October 20, 2023
Terry Koehler has a thing about wedges.
As he put it, “If you make a reasonably decent shot, you should see some reasonably decent results” – but from his perspective, that is not easy to do with most wedges, especially compared to other clubs, such as drivers.
The longtime golf equipment designer, in business for over three decades, says even tour pros struggle to land 90-yard wedge shots within 30 to 50 feet of the intended target. Weekend TV broadcasts focus their coverage on the best performers each week, and therefore skew our perception of reality.
Koehler analyzed over 60,000 wedge-fitting profiles. That work led to his firmly expressed opinion about the source of the problem – the relatively unchanged design of wedges since Gene Sarazen added a gob of solder to an old niblick (9-iron) to help him compete in the 1932 British Open.
“The wedges are the most finicky clubs in the bag,” he said. “The tour pros can, with a lot of practice, create a penny-sized spot between the second and fifth groove up from the bottom. The rest of us usually hit the ball three to four grooves higher.” The ball flies high and usually short when that happens, because energy transfer at impact is reduced.
Koehler said the average wedge face hitting area for amateur golfers is the size of a 50-cent piece. That leads to significant distance and direction disparities from shot to shot. Regular wedge design cannot “forgive” those mishits.
His newest designs, now offered by Edison Wedges, moved the club’s weight distribution and sole features to improve the prospects for better results. In product testing from 90 yards out the Edison models dispersion pattern shrunk down to 21 feet, Koehler said.
The design process moved a portion of the clubhead metal from the hosel to the middle of the club face. Additional metal came from thinning the sole.
Placing more grams above the central impact point created a lower, penetrating flight, with more backspin and especially more consistent distance.
The numbers as noted at the Edison website are impressive – up to 38% more spin, launching 2 to 4 degrees lower.
The wedge design also relies on a past Koehler invention sometimes called the dual sole.
Shaped like a v, it features a high bounce angle in front and a low bounce angle in back. He said the combination gives golfers the best set of options, especially for those who set their wedge faces in different locations depending on the shot required.
Koehler said the combination improves turf interaction through impact while protecting golfers from “shoveling” the edge of the club into the ground.
Koehler said players might need some practice sessions to dial in their performances with the Edison models. They should be prepared to see the ball carry a bit farther but also spin and stop a bit faster.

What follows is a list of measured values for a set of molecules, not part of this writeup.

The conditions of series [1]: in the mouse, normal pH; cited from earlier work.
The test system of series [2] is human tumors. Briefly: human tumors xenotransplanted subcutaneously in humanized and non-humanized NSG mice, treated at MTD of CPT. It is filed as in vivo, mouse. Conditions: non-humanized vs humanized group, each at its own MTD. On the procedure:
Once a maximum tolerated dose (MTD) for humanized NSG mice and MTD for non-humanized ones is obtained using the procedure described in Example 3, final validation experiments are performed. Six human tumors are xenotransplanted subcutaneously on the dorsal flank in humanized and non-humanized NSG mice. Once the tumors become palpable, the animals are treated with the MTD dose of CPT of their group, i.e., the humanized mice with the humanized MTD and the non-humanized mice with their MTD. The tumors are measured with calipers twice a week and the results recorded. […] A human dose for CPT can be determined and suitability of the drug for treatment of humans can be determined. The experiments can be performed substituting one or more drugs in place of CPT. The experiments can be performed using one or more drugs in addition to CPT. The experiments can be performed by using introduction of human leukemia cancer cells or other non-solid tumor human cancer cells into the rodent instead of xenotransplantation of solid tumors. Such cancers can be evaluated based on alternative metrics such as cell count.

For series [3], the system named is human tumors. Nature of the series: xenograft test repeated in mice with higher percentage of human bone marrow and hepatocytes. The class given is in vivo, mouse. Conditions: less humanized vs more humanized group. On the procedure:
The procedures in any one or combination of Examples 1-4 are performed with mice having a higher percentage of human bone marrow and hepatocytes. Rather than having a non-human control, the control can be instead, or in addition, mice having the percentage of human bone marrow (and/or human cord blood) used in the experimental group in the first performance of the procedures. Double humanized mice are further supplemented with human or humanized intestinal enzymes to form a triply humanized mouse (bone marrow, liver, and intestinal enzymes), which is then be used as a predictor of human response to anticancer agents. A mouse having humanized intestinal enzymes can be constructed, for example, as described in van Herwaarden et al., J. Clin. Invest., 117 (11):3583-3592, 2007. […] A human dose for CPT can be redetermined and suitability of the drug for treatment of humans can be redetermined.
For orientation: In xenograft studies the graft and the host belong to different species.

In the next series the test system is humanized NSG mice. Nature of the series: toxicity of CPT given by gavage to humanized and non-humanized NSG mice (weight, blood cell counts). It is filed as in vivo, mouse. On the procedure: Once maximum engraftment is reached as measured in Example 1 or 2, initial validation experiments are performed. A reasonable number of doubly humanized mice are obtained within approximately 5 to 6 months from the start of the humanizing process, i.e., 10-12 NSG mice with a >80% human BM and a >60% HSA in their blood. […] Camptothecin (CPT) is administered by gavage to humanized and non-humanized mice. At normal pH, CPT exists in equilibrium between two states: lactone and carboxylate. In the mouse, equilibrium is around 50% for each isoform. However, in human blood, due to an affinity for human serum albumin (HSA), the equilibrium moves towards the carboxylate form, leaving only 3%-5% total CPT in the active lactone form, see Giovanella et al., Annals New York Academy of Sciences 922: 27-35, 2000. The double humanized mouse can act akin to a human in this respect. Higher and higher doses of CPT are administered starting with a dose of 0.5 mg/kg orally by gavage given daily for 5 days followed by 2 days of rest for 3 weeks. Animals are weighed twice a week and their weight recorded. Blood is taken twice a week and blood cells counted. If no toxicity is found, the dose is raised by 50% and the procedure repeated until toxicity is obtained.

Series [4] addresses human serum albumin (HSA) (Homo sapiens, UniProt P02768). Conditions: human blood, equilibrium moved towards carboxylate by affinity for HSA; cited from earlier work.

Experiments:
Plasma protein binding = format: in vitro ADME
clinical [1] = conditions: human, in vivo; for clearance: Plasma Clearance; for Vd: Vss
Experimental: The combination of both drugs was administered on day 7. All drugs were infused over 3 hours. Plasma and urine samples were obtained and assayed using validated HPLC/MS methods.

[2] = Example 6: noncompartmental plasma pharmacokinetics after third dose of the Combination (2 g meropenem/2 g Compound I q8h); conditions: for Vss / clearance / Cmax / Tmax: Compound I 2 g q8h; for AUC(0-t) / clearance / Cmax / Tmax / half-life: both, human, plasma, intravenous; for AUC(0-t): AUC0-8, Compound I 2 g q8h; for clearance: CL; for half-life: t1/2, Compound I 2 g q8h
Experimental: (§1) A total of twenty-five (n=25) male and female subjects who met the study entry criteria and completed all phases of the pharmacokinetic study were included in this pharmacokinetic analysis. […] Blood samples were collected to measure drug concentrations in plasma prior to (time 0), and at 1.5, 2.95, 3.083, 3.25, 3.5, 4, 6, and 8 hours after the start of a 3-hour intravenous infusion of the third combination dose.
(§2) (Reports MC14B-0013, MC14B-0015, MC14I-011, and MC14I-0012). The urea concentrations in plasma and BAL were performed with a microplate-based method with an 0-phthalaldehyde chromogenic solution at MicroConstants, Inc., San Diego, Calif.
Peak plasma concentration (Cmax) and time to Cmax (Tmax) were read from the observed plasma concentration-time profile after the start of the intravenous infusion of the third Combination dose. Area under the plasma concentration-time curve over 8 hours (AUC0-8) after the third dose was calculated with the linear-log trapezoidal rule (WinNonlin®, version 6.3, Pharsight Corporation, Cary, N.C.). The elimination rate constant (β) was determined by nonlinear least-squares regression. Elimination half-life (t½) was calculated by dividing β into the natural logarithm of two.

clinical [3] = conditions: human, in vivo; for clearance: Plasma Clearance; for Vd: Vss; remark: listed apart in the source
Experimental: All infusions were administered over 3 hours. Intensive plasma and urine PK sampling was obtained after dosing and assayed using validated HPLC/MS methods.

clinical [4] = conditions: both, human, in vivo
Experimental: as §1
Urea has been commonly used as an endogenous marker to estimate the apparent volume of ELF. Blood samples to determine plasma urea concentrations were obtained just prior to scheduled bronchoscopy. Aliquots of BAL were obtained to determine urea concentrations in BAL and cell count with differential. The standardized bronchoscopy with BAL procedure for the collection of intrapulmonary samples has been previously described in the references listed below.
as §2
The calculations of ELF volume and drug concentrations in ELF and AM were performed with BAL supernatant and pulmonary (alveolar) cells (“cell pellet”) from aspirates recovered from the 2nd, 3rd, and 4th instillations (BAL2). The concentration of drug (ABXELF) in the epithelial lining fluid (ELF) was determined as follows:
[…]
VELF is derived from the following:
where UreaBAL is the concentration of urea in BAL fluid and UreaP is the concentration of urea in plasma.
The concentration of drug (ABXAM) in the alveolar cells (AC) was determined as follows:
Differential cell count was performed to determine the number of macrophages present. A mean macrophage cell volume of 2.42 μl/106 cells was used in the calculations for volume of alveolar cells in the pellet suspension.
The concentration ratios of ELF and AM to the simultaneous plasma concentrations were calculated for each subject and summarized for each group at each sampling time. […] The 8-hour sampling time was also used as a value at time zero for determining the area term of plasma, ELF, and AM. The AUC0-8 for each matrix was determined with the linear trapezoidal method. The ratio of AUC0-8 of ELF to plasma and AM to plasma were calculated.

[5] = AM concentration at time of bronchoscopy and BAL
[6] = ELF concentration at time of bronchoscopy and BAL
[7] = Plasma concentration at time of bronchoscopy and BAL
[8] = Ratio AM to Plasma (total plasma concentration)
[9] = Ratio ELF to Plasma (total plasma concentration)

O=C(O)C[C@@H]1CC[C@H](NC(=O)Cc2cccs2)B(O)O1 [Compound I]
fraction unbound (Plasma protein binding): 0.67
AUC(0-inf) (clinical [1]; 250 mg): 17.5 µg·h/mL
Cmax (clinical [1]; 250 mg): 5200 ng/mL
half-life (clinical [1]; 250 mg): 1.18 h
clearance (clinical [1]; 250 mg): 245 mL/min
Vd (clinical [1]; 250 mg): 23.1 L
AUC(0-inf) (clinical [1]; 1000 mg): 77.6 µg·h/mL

Koehler sent me a set of his Edison 1.0 wedges, set at 49, 53, and 57 degrees, with KBS 80-gram graphite shafts and my preferred midsize grips.
I needed a few sessions to learn how these wedges perform compared to what I previously used. Part of that adjustment may have been due to the lighter shafts.
Out on the course, I could see a somewhat lower flight, but the real difference came when the balls landed. I learned I should plan for a longer carry because the balls stop more quickly after the first hop, especially with the 53- and 57-degree clubs.
Both wedges are fine out of the bunker. However, I only use the 57-degree wedge when I am short-sided with a steep slope to pop over.
Whether with full or partial wedge shots, my results also seem tighter, both in distance and right/left dispersion. The combination has also led to more birdies – not that I should be on the senior tour, but still a pleasing result.
Edison 2.0 wedges, the newest iteration, came to the market this spring. They feature a bit more cavity-back elements than the previous model. “We already had our revolution, so now we’re into evolution,” Koehler said.
The wedges are available at EdisonWedges.Com, and can be bought in singles or in combo sets with a variety of loft options. The company will also sell just the club heads for DIY club fitters.
College golf returns to Cape Region
The University of Delaware’s women’s golf team is once again hosting the Lady Blue Hen Invitational at Rehoboth Beach Country Club Oct. 21-22.
The teams expected to compete include UD as well as the Delaware State University Hornets.
Spectators are welcome, with cart rentals limited to those with medical conditions or a handicap access pass.
Baker’s first ace
Congratulations to Theo (Ted) Baker for his first-ever hole in one, made Sept. 27 at Hooper’s Landing.
The avid Cape Region golfer used an 8-iron on the par-3 18th hole, from 126 yards.
Dallas Winslow, Jan Freeman, and John Coleman watched it happen.
In a very nice gesture, the Hooper’s Landing staff presented Baker with a pin flag Oct. 11 to note the occasion.